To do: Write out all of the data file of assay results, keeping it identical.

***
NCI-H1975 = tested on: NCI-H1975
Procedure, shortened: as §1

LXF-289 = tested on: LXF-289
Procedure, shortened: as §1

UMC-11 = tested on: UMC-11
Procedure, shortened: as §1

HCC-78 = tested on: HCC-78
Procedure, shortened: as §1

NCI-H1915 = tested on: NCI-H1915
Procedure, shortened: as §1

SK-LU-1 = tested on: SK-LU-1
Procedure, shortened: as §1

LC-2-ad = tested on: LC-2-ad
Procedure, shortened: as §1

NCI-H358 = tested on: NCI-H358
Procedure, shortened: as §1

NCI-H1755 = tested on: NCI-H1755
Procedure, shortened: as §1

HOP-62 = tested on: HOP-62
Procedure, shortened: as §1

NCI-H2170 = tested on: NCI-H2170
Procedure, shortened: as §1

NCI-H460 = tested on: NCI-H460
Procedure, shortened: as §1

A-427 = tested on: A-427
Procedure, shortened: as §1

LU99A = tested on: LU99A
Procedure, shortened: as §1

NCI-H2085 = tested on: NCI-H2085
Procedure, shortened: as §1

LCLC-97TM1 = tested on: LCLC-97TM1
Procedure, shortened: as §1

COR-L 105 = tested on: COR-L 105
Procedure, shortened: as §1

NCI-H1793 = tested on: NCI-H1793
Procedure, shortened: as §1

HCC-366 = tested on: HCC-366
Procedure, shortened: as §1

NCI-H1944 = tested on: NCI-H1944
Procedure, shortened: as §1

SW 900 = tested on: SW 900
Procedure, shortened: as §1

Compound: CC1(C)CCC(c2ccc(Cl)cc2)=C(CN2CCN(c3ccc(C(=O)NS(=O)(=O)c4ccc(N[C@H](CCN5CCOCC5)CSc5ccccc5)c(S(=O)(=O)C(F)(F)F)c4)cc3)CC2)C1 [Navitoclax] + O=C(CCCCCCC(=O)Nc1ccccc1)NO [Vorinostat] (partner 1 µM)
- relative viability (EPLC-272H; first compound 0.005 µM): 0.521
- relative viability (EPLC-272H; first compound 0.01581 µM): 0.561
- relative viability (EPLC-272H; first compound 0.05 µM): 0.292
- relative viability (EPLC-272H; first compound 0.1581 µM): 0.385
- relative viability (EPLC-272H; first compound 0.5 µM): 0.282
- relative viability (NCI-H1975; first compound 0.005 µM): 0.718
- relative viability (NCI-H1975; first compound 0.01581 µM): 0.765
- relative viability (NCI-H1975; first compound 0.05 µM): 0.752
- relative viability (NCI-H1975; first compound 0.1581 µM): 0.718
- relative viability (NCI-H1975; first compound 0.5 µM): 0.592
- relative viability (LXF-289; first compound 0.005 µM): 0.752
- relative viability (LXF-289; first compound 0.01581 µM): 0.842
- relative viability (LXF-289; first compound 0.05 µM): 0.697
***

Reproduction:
NCI-H1975 = tested on: NCI-H1975
Procedure, shortened: as §1

LXF-289 = tested on: LXF-289
Procedure, shortened: as §1

UMC-11 = tested on: UMC-11
Procedure, shortened: as §1

HCC-78 = tested on: HCC-78
Procedure, shortened: as §1

NCI-H1915 = tested on: NCI-H1915
Procedure, shortened: as §1

SK-LU-1 = tested on: SK-LU-1
Procedure, shortened: as §1

LC-2-ad = tested on: LC-2-ad
Procedure, shortened: as §1

NCI-H358 = tested on: NCI-H358
Procedure, shortened: as §1

NCI-H1755 = tested on: NCI-H1755
Procedure, shortened: as §1

HOP-62 = tested on: HOP-62
Procedure, shortened: as §1

NCI-H2170 = tested on: NCI-H2170
Procedure, shortened: as §1

NCI-H460 = tested on: NCI-H460
Procedure, shortened: as §1

A-427 = tested on: A-427
Procedure, shortened: as §1

LU99A = tested on: LU99A
Procedure, shortened: as §1

NCI-H2085 = tested on: NCI-H2085
Procedure, shortened: as §1

LCLC-97TM1 = tested on: LCLC-97TM1
Procedure, shortened: as §1

COR-L 105 = tested on: COR-L 105
Procedure, shortened: as §1

NCI-H1793 = tested on: NCI-H1793
Procedure, shortened: as §1

HCC-366 = tested on: HCC-366
Procedure, shortened: as §1

NCI-H1944 = tested on: NCI-H1944
Procedure, shortened: as §1

SW 900 = tested on: SW 900
Procedure, shortened: as §1

Compound: CC1(C)CCC(c2ccc(Cl)cc2)=C(CN2CCN(c3ccc(C(=O)NS(=O)(=O)c4ccc(N[C@H](CCN5CCOCC5)CSc5ccccc5)c(S(=O)(=O)C(F)(F)F)c4)cc3)CC2)C1 [Navitoclax] + O=C(CCCCCCC(=O)Nc1ccccc1)NO [Vorinostat] (partner 1 µM)
- relative viability (EPLC-272H; first compound 0.005 µM): 0.521
- relative viability (EPLC-272H; first compound 0.01581 µM): 0.561
- relative viability (EPLC-272H; first compound 0.05 µM): 0.292
- relative viability (EPLC-272H; first compound 0.1581 µM): 0.385
- relative viability (EPLC-272H; first compound 0.5 µM): 0.282
- relative viability (NCI-H1975; first compound 0.005 µM): 0.718
- relative viability (NCI-H1975; first compound 0.01581 µM): 0.765
- relative viability (NCI-H1975; first compound 0.05 µM): 0.752
- relative viability (NCI-H1975; first compound 0.1581 µM): 0.718
- relative viability (NCI-H1975; first compound 0.5 µM): 0.592
- relative viability (LXF-289; first compound 0.005 µM): 0.752
- relative viability (LXF-289; first compound 0.01581 µM): 0.842
- relative viability (LXF-289; first compound 0.05 µM): 0.697